Student Research

The Poorest Pay the Highest Price: the Case of Environmental Migration.

by Lucia Kobzová

Climate change has brought various undesirable phenomena. Unprecedented droughts, floods, and other natural disasters caused by global warming have forced millions of people out of their homes. Environmental migration will become even more prevalent in the coming years due to the polluted environment and lack of water and food resources. However, at this moment, environmental migrants are not recognized as refugees and, therefore, cannot apply for asylum in the EU. Even though everybody ought to have a right to clean drinking water, a healthy environment, and food, millions of people are deprived of this right without having an opportunity to move to a safer place. For that reason, anyone displaced as a result of climate change should be given the legal status of a refugee since living in an environment unsuitable for living, inter alia, directly threatens our fundamental rights, such as the right to life. In the first step, the Eu should amend Qualification Directive and Temporary Protection Directive so that the environmental migrants would be legally recognized as refugees and hence could apply for asylum and, in urgent cases of natural disaster, would be protected for the necessary time. The second step should include formulating a new Environmental Migration Regulation

The Reintegration of Former Female FARC-EP Combatants into Colombia’s Society

Matej Bílik, Mária Dudžákova, Pavlina Jones, Alexandra Telepčáková

The European Peace Research Association (EuPRA)
11th Biennial Conference on 10-12 October 2019
PEACE IN DIFFICULT TIMES: CHALLENGES EUROPE AND THE WORLD FACE
Department of Political and Social Sciences, University of Catania, Italy

Abstract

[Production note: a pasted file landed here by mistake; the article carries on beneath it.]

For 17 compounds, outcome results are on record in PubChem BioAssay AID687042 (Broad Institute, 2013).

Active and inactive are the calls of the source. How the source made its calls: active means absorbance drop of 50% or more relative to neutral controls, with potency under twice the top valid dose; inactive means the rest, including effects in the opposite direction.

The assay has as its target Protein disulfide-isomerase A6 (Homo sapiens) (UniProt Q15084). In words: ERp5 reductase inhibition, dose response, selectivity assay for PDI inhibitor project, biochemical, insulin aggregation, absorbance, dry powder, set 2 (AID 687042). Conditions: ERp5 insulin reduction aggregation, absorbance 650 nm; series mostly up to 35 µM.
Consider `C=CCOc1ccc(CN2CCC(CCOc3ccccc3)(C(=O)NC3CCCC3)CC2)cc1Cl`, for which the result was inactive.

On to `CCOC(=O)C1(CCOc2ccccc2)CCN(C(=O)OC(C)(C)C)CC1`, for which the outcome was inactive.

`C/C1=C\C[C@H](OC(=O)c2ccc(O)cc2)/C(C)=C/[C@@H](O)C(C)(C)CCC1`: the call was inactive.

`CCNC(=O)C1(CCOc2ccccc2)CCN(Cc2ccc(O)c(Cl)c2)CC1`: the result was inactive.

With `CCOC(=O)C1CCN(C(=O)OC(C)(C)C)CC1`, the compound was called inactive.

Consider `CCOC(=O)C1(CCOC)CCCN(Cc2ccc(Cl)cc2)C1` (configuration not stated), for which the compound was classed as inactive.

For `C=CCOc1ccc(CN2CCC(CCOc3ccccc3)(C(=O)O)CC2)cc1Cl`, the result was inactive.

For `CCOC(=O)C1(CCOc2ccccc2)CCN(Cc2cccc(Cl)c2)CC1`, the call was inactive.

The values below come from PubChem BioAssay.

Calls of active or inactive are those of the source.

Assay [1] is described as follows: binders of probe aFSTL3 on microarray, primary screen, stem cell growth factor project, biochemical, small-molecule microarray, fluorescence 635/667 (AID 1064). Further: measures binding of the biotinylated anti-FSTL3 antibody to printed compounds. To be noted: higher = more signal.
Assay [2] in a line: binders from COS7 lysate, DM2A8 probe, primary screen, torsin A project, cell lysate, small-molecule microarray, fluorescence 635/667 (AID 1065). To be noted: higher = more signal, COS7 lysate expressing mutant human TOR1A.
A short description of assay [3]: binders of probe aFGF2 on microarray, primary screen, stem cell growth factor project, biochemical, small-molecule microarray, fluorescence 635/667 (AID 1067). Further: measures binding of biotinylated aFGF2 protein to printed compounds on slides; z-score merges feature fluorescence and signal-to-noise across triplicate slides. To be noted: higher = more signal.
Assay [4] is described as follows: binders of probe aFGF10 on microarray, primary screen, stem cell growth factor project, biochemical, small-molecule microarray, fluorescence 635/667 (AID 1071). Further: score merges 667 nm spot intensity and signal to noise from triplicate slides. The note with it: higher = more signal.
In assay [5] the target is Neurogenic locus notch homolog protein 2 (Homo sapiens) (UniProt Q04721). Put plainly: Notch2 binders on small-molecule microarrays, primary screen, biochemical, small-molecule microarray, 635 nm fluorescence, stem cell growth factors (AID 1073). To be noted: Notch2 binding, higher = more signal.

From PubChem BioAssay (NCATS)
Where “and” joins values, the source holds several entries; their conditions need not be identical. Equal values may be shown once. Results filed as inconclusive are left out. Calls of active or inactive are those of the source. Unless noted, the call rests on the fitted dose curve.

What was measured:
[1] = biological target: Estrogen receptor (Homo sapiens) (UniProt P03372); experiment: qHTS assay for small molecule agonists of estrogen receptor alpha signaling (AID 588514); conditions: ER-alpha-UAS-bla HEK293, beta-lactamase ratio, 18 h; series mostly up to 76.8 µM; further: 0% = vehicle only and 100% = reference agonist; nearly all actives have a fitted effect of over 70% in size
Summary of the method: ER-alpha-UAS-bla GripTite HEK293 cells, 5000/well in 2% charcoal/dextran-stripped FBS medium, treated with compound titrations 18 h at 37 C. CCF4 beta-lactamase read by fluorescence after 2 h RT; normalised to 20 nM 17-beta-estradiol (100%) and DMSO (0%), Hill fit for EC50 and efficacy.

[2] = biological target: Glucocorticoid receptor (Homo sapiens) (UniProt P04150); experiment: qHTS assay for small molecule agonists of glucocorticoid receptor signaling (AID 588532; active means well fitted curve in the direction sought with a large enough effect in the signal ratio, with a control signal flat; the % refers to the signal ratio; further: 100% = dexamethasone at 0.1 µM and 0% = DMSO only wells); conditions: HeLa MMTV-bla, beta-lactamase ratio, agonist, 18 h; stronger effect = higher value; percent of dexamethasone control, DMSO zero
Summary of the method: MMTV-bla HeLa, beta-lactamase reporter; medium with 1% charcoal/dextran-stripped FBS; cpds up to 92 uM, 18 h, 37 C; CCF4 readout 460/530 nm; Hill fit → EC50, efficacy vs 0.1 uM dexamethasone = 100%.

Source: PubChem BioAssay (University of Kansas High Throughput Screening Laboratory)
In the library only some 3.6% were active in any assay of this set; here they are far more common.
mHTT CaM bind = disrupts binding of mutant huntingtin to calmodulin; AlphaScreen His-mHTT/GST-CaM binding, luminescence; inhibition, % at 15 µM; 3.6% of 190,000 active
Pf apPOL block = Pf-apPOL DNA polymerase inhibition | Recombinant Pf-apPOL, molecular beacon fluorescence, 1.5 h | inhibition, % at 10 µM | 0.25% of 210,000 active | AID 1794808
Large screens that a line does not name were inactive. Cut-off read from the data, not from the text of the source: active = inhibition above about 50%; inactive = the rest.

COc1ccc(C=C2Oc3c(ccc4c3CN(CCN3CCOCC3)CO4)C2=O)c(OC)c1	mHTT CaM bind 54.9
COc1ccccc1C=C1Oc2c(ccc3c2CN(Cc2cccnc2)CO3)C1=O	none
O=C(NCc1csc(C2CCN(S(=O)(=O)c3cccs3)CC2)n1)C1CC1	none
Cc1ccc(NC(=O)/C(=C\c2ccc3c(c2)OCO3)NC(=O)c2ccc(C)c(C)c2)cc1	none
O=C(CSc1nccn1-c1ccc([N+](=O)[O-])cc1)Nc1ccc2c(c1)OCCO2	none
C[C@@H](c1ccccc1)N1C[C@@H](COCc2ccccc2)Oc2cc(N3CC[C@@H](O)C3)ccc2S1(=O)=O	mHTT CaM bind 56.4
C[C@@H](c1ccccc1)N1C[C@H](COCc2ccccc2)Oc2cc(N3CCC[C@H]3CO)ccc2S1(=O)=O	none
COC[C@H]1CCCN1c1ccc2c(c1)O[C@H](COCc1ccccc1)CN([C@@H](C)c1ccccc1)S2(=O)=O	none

The attainment of peace does not end with a signature on some treaty or deal, but it continues with a demanding and rigorous process of reconciliation. Colombia is one of the countries which has experienced the longest process of formal disarmament, demobilization and reintegration (DDR) since 1993. This topic became relevant once again with the recent signing of a peace agreement between the Colombian government and the Revolutionary Armed Forces of Colombia (FARC-EP) in 2016. The peace process was a bit historic in its above average involvement of females in the talks. That however is not reflected in the DDR process. Female combatants are not a minority – various combat groups in Colombia witnessed high levels of female participation, for FARC it was around 40%. Thus, disregarding their problems has lead to lower incentives to participate in the formal DDR process, social alienation, and possible future conflicts. A military like community is greatly masculine, expecting from participating females to be worthy of their place and stripping them of their femininity, often involuntarily. Simultaneously, during their time in FARC, females must keep at least some femininity in order to perform sexual favors. Many of these females did this voluntarily, because in comparison to their previous life, FARC provided them with a position, respect, and money for their families. All these factors make their reintegration back into society very complicated, as they are asked to fit within some social norms that many of them fled. They are more masculine, and many underwent great trauma connected to sexual violence, forced abortions and other horrors. The DDR process still involves too many threatening situations, they will have to give up their hard-fought sense of security and position to reintegrate. Even if they decide to go forward, they have a hard time finding suitable and dignifying jobs, a community that respects them as human beings, or even establishing family. It is disheartening that even with substantial presence of females at peace talks more attention has not been brought to this issue. Neither United Nations, Colombian Agency for Reconciliation, or Churches offer females specific programs and they do little to incentivize more females to participate in general DDR processes. Except some efforts by relatively small local groups that organize female veterans and NGOs, there is little effort to systematically address this issue. Our paper proposes a few policies that could bring about higher participation of females in the DDR processes. But the core message is to include female needs into the equation of peacemaking and taking their concern with equal seriousness.

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